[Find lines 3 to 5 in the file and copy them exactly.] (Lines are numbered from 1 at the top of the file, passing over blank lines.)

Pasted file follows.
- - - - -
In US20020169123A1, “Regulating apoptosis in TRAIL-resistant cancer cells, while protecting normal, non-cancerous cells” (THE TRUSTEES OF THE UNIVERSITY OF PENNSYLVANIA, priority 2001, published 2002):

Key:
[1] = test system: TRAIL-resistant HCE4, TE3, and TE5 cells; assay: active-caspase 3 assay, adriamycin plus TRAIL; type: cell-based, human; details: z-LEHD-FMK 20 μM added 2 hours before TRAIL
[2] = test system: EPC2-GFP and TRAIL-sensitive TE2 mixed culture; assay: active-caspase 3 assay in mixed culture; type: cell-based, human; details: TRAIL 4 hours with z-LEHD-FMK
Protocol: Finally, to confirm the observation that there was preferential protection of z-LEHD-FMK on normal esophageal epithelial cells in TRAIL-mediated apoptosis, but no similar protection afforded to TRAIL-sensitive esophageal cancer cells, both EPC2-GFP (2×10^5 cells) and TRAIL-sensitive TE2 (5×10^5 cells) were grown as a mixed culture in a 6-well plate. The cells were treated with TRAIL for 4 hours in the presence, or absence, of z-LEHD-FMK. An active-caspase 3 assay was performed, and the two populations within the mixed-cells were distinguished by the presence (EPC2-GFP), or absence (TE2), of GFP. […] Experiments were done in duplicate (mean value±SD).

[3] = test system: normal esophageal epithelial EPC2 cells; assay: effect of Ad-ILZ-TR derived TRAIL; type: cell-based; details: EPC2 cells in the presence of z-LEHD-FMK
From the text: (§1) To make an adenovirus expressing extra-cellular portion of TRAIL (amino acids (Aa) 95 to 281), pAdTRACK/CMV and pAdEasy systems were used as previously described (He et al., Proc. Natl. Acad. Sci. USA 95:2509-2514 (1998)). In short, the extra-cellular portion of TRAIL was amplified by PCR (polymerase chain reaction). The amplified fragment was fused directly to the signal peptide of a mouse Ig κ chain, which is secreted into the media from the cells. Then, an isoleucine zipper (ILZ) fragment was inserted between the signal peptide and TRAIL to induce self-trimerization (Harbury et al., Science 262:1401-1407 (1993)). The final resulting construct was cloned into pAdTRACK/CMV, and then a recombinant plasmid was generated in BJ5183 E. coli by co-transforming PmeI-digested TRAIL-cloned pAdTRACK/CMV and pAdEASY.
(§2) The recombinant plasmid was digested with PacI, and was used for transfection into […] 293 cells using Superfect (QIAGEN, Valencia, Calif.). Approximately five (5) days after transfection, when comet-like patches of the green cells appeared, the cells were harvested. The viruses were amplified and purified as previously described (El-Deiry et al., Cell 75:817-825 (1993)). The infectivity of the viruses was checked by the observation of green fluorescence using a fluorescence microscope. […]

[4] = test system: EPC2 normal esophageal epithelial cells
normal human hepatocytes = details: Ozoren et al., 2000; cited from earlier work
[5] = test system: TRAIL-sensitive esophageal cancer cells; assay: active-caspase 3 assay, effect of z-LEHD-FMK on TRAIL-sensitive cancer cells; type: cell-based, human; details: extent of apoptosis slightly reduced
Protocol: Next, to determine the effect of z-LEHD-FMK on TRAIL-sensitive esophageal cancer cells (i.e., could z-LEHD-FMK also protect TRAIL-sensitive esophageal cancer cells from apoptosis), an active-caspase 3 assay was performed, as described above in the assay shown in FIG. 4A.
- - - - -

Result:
[1] = test system: TRAIL-resistant HCE4, TE3, and TE5 cells; assay: active-caspase 3 assay, adriamycin plus TRAIL; type: cell-based, human; details: z-LEHD-FMK 20 μM added 2 hours before TRAIL
[2] = test system: EPC2-GFP and TRAIL-sensitive TE2 mixed culture; assay: active-caspase 3 assay in mixed culture; type: cell-based, human; details: TRAIL 4 hours with z-LEHD-FMK
Protocol: Finally, to confirm the observation that there was preferential protection of z-LEHD-FMK on normal esophageal epithelial cells in TRAIL-mediated apoptosis, but no similar protection afforded to TRAIL-sensitive esophageal cancer cells, both EPC2-GFP (2×10^5 cells) and TRAIL-sensitive TE2 (5×10^5 cells) were grown as a mixed culture in a 6-well plate. The cells were treated with TRAIL for 4 hours in the presence, or absence, of z-LEHD-FMK. An active-caspase 3 assay was performed, and the two populations within the mixed-cells were distinguished by the presence (EPC2-GFP), or absence (TE2), of GFP. […] Experiments were done in duplicate (mean value±SD).